Streaks of gray have infiltrated Foote's full head of dark hair, lending a mature touch to his otherwise boyish looks. Though he speaks warmly and enthusiastically about his work, Foote is shy when it comes to recognition-Schuchert award or not. He was nominated for the award by the late J. John Sepkoski Jr., a Chicago colleague who received the same honor in 1983. Before Sepkoski died in 1999, he and Foote joined forces to crack the case of the missing mammal fossils. In a 1999 Science paper, Foote, Sepkoski, and two co-authors offered a quantitative solution to conflicting evidence on the origins of modern placental mammals.

The clearest fossil evidence indicates that placentals first evolved about 65 million years ago, around the time the dinosaurs went extinct at the end of the Cretaceous Period. But according to genetic data, this same mammalian group should have appeared 130 million years ago, early in the Cretaceous.

These genetic claims are based on the assumption that the molecular clock-the rate at which DNA evolves-is relatively constant over time. Many evolutionary biologists argue that the best way to figure out how long ago the ancestors of any two related modern species began evolving in separate directions is simply to look at how much DNA they share, and set the clock backward.

Ironically, the molecular clock was calibrated with fossils. The technique's first great success was in dating the evolutionary divergence of humans, chimpanzees, and gorillas to approximately 5.5 million years ago, a time fairly consistent with the fossil data. But in many other situations, including placentals, the molecular data conflict with the fossil data. In an effort to resolve these conflicts, Foote, Sepkoski, and their Science co-authors set about numerically testing the validity of the fossil data. They developed a mathematical model that would determine how incomplete the mammalian fossil record would have to be to erase the 65 million years' worth of remains that geneticists insist should be there.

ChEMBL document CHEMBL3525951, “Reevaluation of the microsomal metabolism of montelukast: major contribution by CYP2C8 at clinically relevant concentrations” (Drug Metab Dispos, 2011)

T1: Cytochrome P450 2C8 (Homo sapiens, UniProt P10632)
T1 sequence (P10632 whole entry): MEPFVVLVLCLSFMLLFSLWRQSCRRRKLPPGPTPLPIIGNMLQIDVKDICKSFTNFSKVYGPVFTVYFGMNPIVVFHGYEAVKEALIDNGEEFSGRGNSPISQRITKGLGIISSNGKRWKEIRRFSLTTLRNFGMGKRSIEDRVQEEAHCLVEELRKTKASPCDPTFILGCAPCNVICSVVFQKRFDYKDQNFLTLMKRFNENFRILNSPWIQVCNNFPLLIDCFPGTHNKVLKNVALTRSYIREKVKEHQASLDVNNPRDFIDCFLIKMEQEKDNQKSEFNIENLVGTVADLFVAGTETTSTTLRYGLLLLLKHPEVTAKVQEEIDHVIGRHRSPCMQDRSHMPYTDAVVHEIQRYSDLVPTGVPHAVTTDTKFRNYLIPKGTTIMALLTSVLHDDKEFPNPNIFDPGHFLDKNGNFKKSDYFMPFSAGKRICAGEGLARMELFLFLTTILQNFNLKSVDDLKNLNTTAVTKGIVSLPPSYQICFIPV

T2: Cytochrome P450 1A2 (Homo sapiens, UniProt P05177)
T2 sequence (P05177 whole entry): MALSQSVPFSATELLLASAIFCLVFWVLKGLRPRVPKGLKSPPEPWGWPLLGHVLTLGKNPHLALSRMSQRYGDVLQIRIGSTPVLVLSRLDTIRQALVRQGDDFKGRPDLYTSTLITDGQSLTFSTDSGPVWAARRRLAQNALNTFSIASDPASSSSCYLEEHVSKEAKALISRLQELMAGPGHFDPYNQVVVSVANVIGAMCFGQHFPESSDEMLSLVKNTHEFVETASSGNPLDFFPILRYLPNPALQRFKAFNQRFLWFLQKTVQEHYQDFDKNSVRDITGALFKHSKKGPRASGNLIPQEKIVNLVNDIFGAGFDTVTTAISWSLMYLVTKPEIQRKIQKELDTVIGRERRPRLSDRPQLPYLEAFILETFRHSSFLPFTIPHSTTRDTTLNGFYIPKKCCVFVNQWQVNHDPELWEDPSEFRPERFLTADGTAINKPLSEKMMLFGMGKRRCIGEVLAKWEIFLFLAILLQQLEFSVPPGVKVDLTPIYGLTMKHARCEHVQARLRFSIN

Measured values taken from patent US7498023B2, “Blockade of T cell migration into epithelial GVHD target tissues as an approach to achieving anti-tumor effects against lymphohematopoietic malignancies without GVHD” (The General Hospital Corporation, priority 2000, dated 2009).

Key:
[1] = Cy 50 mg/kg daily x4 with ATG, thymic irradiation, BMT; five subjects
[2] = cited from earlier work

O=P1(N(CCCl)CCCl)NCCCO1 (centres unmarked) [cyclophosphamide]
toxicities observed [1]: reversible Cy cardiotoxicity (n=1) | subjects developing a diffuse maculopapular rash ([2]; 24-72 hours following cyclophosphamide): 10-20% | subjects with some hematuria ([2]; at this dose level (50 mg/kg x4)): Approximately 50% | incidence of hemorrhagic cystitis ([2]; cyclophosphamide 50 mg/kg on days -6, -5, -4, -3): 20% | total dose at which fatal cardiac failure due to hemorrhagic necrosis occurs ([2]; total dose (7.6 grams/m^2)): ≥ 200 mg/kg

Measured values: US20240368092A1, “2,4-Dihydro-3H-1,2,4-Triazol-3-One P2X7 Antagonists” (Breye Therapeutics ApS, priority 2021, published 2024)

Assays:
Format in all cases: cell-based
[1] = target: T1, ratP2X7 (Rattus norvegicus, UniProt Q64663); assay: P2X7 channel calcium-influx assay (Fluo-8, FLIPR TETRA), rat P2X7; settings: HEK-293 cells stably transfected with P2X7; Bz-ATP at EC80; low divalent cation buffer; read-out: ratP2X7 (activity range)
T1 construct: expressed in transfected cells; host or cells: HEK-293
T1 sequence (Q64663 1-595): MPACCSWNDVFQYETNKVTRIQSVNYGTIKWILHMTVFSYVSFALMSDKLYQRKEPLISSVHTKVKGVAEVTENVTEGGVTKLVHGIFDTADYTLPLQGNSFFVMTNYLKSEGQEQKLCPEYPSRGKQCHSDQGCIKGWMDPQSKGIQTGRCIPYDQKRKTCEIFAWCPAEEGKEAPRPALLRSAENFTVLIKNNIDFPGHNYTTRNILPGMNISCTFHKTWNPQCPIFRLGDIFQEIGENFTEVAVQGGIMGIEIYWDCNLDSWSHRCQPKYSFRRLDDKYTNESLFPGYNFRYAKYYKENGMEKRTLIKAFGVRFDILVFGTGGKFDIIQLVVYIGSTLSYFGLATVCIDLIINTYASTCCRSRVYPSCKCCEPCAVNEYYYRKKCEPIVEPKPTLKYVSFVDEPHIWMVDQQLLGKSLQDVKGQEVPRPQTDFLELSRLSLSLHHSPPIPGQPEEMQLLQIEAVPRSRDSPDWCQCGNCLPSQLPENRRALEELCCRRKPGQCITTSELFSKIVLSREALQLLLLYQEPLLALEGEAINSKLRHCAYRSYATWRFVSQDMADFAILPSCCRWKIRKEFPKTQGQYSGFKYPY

A survey of the fossil data worldwide revealed between 225 and 450 species of known mammals from the Cretaceous Period (depending on how one counts certain difficult-to-identify forms). The sample excluded modern placental mammals, which are missing from the Cretaceous fossil record.

"We can empirically estimate the density of fossil occurrence of these species, expressed in terms of occurrences per species per million years," Foote explains. "If modern placentals have similar preservation potential as the other mammal groups, then the density of fossil occurrence of the other groups in the Cretaceous would have to be 10 to 100 times lower than the actual empirical estimates."

In the year since the findings appeared in Science, some geneticists have countered with studies that attempt to reconcile their molecular clocks with Foote's assessment of the mammalian fossil record. The dialogue was to continue February 8 at London's Natural History Museum, with Foote and a rival geneticist giving talks in honor of Darwin's birthday.

In the meantime, who, exactly, should care about Foote's math models besides evolutionary scientists? Anyone who worries about modern biodiversity, says Cincinatti's Miller. As sketchy as it is, the fossil record is the only reference point that scientists have for assessing how threats to species diversity have affected the planet in the past, and how modern threats may affect it in the future.-Steven Koppes